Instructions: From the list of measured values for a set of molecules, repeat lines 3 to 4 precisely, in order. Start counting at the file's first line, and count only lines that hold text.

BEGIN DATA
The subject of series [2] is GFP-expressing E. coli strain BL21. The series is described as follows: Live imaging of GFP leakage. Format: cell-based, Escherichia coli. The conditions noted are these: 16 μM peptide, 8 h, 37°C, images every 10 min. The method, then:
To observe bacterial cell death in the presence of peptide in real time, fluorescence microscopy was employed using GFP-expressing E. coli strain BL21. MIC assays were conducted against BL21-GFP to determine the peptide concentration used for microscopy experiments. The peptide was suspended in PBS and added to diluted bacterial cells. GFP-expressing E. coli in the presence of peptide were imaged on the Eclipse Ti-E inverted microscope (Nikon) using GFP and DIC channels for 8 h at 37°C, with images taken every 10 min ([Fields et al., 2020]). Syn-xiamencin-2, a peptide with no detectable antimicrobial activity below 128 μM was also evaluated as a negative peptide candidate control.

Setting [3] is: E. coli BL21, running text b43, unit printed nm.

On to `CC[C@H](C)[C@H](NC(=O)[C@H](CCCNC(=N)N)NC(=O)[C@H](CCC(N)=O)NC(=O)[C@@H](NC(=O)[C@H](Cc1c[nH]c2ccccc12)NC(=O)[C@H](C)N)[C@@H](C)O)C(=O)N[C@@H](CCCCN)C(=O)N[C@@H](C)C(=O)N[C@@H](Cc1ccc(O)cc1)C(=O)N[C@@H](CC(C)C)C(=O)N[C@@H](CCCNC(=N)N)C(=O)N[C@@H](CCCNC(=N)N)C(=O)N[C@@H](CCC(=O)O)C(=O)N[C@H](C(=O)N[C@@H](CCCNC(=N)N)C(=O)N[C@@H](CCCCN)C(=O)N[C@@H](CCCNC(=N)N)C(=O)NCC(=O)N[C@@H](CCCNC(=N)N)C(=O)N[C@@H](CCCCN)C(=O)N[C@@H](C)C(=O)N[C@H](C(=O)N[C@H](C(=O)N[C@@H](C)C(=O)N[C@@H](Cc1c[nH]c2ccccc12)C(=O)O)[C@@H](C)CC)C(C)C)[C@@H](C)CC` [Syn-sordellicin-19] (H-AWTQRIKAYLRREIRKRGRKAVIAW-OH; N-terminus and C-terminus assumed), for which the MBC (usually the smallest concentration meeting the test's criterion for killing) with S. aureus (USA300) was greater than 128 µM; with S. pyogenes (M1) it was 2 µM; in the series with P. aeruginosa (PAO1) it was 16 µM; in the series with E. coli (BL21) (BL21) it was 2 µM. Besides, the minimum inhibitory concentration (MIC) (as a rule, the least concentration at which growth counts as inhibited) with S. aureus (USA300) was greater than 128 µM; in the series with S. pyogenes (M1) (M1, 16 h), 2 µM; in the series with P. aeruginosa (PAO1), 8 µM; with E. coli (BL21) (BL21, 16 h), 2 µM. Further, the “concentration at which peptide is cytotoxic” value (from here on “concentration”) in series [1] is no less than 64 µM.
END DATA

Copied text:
Setting [3] is: E. coli BL21, running text b43, unit printed nm.

On to `CC[C@H](C)[C@H](NC(=O)[C@H](CCCNC(=N)N)NC(=O)[C@H](CCC(N)=O)NC(=O)[C@@H](NC(=O)[C@H](Cc1c[nH]c2ccccc12)NC(=O)[C@H](C)N)[C@@H](C)O)C(=O)N[C@@H](CCCCN)C(=O)N[C@@H](C)C(=O)N[C@@H](Cc1ccc(O)cc1)C(=O)N[C@@H](CC(C)C)C(=O)N[C@@H](CCCNC(=N)N)C(=O)N[C@@H](CCCNC(=N)N)C(=O)N[C@@H](CCC(=O)O)C(=O)N[C@H](C(=O)N[C@@H](CCCNC(=N)N)C(=O)N[C@@H](CCCCN)C(=O)N[C@@H](CCCNC(=N)N)C(=O)NCC(=O)N[C@@H](CCCNC(=N)N)C(=O)N[C@@H](CCCCN)C(=O)N[C@@H](C)C(=O)N[C@H](C(=O)N[C@H](C(=O)N[C@@H](C)C(=O)N[C@@H](Cc1c[nH]c2ccccc12)C(=O)O)[C@@H](C)CC)C(C)C)[C@@H](C)CC` [Syn-sordellicin-19] (H-AWTQRIKAYLRREIRKRGRKAVIAW-OH; N-terminus and C-terminus assumed), for which the MBC (usually the smallest concentration meeting the test's criterion for killing) with S. aureus (USA300) was greater than 128 µM; with S. pyogenes (M1) it was 2 µM; in the series with P. aeruginosa (PAO1) it was 16 µM; in the series with E. coli (BL21) (BL21) it was 2 µM. Besides, the minimum inhibitory concentration (MIC) (as a rule, the least concentration at which growth counts as inhibited) with S. aureus (USA300) was greater than 128 µM; in the series with S. pyogenes (M1) (M1, 16 h), 2 µM; in the series with P. aeruginosa (PAO1), 8 µM; with E. coli (BL21) (BL21, 16 h), 2 µM. Further, the “concentration at which peptide is cytotoxic” value (from here on “concentration”) in series [1] is no less than 64 µM.